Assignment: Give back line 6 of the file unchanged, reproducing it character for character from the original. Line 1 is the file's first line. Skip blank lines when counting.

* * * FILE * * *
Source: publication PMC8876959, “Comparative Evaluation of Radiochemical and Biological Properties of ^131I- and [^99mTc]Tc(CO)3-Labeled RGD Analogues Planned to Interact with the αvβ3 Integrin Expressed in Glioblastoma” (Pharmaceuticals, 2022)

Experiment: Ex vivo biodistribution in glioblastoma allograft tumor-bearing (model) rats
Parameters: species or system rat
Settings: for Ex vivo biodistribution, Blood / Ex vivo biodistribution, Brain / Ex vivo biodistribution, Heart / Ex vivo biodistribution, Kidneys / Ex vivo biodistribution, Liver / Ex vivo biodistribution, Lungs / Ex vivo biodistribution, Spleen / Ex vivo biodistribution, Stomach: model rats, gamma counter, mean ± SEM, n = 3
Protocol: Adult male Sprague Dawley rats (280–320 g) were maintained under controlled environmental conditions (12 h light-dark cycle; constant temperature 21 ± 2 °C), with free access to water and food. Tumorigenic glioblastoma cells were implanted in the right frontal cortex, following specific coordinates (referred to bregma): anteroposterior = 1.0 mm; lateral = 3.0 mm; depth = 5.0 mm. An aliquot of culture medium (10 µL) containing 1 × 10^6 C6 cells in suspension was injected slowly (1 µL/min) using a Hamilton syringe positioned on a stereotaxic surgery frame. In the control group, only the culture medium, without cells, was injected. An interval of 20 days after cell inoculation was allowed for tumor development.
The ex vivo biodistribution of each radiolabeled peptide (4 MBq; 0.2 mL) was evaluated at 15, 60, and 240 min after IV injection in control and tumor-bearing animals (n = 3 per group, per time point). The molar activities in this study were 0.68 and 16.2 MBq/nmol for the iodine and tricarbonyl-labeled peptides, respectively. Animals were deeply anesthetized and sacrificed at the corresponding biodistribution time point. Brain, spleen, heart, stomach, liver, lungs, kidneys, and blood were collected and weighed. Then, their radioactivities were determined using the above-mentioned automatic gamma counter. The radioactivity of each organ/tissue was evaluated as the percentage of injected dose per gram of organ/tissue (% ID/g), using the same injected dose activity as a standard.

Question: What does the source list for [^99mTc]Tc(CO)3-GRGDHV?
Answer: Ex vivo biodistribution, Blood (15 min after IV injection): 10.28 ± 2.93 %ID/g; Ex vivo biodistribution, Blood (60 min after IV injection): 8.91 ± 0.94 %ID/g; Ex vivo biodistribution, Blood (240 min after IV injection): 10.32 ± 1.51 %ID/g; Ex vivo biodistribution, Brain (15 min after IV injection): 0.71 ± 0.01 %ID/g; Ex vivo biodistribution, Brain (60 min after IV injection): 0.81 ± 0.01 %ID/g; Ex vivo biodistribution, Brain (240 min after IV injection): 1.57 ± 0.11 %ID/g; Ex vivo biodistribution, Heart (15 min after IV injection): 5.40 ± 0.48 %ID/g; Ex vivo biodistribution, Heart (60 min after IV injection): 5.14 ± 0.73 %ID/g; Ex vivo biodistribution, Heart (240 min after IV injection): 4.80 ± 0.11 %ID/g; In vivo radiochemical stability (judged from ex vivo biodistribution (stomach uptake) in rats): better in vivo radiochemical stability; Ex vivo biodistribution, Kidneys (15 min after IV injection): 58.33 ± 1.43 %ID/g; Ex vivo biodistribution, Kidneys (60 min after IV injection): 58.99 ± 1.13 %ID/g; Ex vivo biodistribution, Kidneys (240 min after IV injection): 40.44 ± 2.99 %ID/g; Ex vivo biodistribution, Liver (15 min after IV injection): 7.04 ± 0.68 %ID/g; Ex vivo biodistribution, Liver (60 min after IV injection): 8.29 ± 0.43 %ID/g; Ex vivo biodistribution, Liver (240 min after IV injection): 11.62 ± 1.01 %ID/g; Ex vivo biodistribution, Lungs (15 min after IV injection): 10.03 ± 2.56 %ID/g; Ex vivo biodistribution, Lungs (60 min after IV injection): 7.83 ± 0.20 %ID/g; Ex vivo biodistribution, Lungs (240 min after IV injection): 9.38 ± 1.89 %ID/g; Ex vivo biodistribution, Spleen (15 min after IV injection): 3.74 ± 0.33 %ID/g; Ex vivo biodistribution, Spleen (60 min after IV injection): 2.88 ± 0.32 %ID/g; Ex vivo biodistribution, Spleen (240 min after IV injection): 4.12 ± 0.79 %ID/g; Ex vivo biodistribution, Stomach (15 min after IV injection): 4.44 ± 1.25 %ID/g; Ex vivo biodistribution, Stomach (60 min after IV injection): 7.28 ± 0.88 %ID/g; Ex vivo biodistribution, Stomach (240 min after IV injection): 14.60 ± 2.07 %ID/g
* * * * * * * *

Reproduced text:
The ex vivo biodistribution of each radiolabeled peptide (4 MBq; 0.2 mL) was evaluated at 15, 60, and 240 min after IV injection in control and tumor-bearing animals (n = 3 per group, per time point). The molar activities in this study were 0.68 and 16.2 MBq/nmol for the iodine and tricarbonyl-labeled peptides, respectively. Animals were deeply anesthetized and sacrificed at the corresponding biodistribution time point. Brain, spleen, heart, stomach, liver, lungs, kidneys, and blood were collected and weighed. Then, their radioactivities were determined using the above-mentioned automatic gamma counter. The radioactivity of each organ/tissue was evaluated as the percentage of injected dose per gram of organ/tissue (% ID/g), using the same injected dose activity as a standard.